| Objective: ||Demonstrate novel concepts for generating and amplifying ultrashort (fs-TW) laser pulses using architecture amenable to mobility at mid-infrared wavelengths, 2.0 - 4.0 microns.
|| Description: ||The Air Force is interested in promoting and conducting innovative research on promising new technologies relevant to the development of femtosecond Terawatt (fs-TW) laser systems that have a minimal number of optical elements, high average power, excellent beam quality, and are easily portable. Ultrashort pulsed laser technology has advanced rapidly in the last 10 years. Numerous domestic and international programs have demonstrated pulsed laser systems with peak powers in the Terawatt and even Petawatt ranges and average powers approaching the kilowatt (kW) level. These high intensity ultrashort lasers have been shown to have interesting propagation and materials interaction properties. Unfortunately, traditional ultrashort laser systems are complex and not particularly well suited for applications which require maintenance-free and mobile operation because they typically incorporate complicated optical trains with many reflective surfaces. Most of these femtosecond lasers operate at near-infrared wavelengths 0.7 – 1.1 microns. The ideal fs-TW system is one in which the oscillator and amplifiers are monolithic - a single solid-state material engineered to incorporate all of the optical elements necessary to generate and amplify an ultrashort laser pulse. In particular, the pulse stretching and compression techniques require complicated optical elements with large gratings. Potential oscillator candidates include mode-locked semiconductor lasers, fiber lasers, and solid-state laser oscillators. Potential amplifier candidates include semiconductor amplifiers, diode pumped fibers, diode or fiber laser pumped thin disks, and laser pumped gases (contained within a hollow core fiber). Candidate concepts must be capable of producing very high peak energy pulses, with high average power (that is high repetition rate) and excellent beam quality. Candidate materials might be but are not limited to: Er:YAG (2.94 microns), Ho:YAG (2.1 microns), Tm:YAG (2.0 microns), Cr:ZnSe (2.35 microns), in the range of 2.0 - 3.0 microns and semiconductor lasers operating in the 3.0 - 4.0 microns range. Furthermore, the overall system must have a high degree of reliability, require minimal maintenance, and have a variable pulse frequency and operational mode (eg.,kilohertz [kHz], sub-kHz, and burst mode operation). Finally, high overall energy efficiency is a critical consideration for mobility. System integration issues must be considered. For example, the individual components within the overall system must be compatible with one another and produce an efficient and conveniently packageable ultrashort pulsed laser system. The government is interested in mid-infrared lasers for a number of applications. It is understood that systems operating in the mid-infrared generally operate at lower peak powers and average powers. The purpose of this topic is to investigate mid-infrared ultrashort pulse laser technology that is scalable to higher peak powers and average powers. This effort will probably require a hybrid laser that includes multiple types of solid-state materials. Some of these materials may require development to accomplish the goals of the SBIR.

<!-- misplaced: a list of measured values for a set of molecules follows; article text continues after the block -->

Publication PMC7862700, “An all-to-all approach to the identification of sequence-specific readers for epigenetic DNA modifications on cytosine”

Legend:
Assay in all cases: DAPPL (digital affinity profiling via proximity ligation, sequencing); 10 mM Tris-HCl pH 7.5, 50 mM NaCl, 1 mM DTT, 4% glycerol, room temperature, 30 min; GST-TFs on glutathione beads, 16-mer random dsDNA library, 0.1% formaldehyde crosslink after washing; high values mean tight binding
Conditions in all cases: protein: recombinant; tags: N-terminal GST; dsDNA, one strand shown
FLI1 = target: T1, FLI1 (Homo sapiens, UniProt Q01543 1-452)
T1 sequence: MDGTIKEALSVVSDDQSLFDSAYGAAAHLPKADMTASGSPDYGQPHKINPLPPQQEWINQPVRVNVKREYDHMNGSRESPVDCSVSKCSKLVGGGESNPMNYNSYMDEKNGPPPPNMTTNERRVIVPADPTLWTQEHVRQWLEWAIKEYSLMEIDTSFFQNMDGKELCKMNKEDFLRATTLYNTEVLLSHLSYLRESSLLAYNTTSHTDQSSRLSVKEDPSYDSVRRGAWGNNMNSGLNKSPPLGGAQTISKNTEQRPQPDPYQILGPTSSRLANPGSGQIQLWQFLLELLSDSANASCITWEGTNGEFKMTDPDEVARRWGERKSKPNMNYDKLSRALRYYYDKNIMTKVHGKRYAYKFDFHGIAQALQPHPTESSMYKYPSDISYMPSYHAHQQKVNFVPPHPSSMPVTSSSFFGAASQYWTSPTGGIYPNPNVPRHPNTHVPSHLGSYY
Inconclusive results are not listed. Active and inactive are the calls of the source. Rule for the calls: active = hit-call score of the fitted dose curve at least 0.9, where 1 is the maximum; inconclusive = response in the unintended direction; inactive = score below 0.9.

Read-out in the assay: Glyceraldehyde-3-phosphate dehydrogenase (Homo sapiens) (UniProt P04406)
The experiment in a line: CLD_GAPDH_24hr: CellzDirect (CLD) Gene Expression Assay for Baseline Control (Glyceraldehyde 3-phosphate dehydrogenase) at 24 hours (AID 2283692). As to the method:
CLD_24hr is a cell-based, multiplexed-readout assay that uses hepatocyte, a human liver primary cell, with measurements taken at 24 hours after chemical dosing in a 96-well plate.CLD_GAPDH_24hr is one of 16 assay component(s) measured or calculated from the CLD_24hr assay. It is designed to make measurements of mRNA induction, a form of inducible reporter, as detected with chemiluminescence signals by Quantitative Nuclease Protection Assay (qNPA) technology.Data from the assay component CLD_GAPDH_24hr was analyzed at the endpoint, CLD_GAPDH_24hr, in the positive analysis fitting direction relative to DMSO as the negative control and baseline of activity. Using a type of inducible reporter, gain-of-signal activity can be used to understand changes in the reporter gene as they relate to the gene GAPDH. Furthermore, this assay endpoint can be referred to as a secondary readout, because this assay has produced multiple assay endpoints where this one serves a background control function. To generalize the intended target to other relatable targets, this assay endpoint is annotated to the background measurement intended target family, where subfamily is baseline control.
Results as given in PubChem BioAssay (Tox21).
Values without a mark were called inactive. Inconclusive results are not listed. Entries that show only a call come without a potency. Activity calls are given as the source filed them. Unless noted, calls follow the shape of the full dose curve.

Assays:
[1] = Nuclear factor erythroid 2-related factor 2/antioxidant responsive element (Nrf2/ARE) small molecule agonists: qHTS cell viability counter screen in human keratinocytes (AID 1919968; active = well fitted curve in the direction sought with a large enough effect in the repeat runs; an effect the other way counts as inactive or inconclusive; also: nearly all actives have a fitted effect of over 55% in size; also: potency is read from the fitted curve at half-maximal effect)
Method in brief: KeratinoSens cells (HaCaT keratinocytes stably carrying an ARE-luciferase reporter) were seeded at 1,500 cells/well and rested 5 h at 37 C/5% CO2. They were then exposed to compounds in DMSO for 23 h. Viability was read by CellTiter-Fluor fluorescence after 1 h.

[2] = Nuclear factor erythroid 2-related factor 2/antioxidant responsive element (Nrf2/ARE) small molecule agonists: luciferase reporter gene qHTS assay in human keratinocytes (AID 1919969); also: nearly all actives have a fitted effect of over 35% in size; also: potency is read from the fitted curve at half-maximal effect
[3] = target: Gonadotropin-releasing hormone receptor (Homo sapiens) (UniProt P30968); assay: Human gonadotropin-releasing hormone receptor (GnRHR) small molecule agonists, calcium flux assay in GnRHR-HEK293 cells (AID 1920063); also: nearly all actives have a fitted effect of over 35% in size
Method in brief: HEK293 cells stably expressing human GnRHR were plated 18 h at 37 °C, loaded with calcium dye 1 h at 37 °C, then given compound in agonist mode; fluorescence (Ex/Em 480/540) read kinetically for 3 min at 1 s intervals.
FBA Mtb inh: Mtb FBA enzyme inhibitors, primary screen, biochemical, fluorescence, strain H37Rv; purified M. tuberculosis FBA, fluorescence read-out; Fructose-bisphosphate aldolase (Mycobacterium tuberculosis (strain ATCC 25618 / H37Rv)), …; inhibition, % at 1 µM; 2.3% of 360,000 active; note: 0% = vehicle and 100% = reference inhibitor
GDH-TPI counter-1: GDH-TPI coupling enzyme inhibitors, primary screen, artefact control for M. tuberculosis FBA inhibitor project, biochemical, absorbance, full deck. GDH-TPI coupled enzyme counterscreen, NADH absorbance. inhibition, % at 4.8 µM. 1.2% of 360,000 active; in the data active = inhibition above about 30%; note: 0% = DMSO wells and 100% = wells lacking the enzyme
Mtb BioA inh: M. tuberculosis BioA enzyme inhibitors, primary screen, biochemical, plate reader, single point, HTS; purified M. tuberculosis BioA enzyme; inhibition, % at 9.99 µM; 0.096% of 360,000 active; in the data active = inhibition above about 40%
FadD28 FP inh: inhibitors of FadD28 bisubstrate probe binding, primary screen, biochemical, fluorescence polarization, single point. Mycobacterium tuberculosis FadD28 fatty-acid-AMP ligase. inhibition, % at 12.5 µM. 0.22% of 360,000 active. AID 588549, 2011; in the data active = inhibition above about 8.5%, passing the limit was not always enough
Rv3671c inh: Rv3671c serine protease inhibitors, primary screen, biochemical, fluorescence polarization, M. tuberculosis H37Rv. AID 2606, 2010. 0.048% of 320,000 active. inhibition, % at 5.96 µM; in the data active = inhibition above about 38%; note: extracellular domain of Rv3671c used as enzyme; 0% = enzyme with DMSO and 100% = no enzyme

|| ||PHASE I: Identify, model, and/or demonstrate a promising mid-infrared, ultrashort pulse, fs-TW laser system or components. Although laboratory demonstrations may be beyond the scope of a Phase I effort, a clear scaling path including component demonstrations and modeling to the desired power is essential.
|| || ||PHASE II: Model, build, and demonstrate a suitable mid-infrared, ultrashort pulse, fs-TW laser system that meets the notional requirements identified above. If appropriate, build and demonstrate a portable prototype version of the system. Initiate system studies to determine packaging, size, and weight requirements for the overall system.
|| ||DUAL USE COMMERCIALIZATION: Military application: The transportable laser developed under this project has potential non-lethal applications in the 2 – 3 and infrared countermeasures applications in the 3 – 4 micron range. Commercial application: Possible applications include biomedical applications, industrial welding, beacons and illuminators for upper atmosphere remote sensing, and as a portable source for material interaction studies.
|| References: ||1. Limpert, J., et. al., “All fiber chirped pulse amplification system based on compression in air-guiding photonic bandgap fiber,” Opt. Expr., 11(24), 3332 – 3337, 2003.
2. Imeshev, G. and Fernmann, M. E., “230-kW peak power femtosecond pulses from a high power tunable source based on amplification in Tm-doped fiber,” Opt. Expr. 13(19), 7424-7431, 2005.
3. Limpert, J., et. Al., High power femtosecond Yb- doped fiber amplifier, Opt. Expr. 10(14), 628-638, 2002.
4. Teodoro, F. D., et. al., “Diffraction-Limited, 300-kW Peak-Power Pulses from a Coiled Multimode Fiber Amplifier,” Opt. Lett. 27(7), 518-520, 2002.
5. Carrig, T. J. and Wagner, G. J., "Mode-locked Cr 2+ ZnSe laser," Opt. Lett. 25(3), 168-170 (2000).|
|Keywords: ||ultrashort lasers, femtosecond (fs)-terawatt (TW) lasers, pulsed lasers, lasers, mid-infrared lasers|